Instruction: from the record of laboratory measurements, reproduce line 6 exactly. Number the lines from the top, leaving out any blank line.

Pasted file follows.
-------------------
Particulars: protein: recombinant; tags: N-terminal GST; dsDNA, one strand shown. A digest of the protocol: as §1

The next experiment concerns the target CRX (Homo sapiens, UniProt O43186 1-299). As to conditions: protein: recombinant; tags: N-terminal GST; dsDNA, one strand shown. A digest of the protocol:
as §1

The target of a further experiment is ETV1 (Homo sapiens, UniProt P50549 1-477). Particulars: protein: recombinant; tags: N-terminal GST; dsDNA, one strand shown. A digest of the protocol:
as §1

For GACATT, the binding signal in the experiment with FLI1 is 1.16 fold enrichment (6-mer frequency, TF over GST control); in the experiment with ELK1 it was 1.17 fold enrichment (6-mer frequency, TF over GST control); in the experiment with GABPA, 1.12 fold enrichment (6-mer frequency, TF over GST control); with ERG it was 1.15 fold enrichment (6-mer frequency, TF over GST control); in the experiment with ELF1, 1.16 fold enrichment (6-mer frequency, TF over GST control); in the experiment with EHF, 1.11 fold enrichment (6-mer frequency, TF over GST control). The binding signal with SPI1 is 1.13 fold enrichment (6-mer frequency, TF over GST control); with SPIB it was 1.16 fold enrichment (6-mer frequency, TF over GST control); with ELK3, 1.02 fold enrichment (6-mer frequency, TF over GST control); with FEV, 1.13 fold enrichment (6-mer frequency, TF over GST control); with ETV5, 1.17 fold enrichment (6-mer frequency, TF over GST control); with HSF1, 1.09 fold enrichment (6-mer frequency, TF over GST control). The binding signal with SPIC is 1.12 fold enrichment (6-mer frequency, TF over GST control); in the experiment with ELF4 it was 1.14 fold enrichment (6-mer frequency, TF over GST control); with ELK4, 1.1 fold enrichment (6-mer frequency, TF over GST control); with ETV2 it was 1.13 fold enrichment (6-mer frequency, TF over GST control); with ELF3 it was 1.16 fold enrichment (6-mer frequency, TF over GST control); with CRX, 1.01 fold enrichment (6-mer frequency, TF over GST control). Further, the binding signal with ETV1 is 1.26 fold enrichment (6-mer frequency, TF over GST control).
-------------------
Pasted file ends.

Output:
For GACATT, the binding signal in the experiment with FLI1 is 1.16 fold enrichment (6-mer frequency, TF over GST control); in the experiment with ELK1 it was 1.17 fold enrichment (6-mer frequency, TF over GST control); in the experiment with GABPA, 1.12 fold enrichment (6-mer frequency, TF over GST control); with ERG it was 1.15 fold enrichment (6-mer frequency, TF over GST control); in the experiment with ELF1, 1.16 fold enrichment (6-mer frequency, TF over GST control); in the experiment with EHF, 1.11 fold enrichment (6-mer frequency, TF over GST control). The binding signal with SPI1 is 1.13 fold enrichment (6-mer frequency, TF over GST control); with SPIB it was 1.16 fold enrichment (6-mer frequency, TF over GST control); with ELK3, 1.02 fold enrichment (6-mer frequency, TF over GST control); with FEV, 1.13 fold enrichment (6-mer frequency, TF over GST control); with ETV5, 1.17 fold enrichment (6-mer frequency, TF over GST control); with HSF1, 1.09 fold enrichment (6-mer frequency, TF over GST control). The binding signal with SPIC is 1.12 fold enrichment (6-mer frequency, TF over GST control); in the experiment with ELF4 it was 1.14 fold enrichment (6-mer frequency, TF over GST control); with ELK4, 1.1 fold enrichment (6-mer frequency, TF over GST control); with ETV2 it was 1.13 fold enrichment (6-mer frequency, TF over GST control); with ELF3 it was 1.16 fold enrichment (6-mer frequency, TF over GST control); with CRX, 1.01 fold enrichment (6-mer frequency, TF over GST control). Further, the binding signal with ETV1 is 1.26 fold enrichment (6-mer frequency, TF over GST control).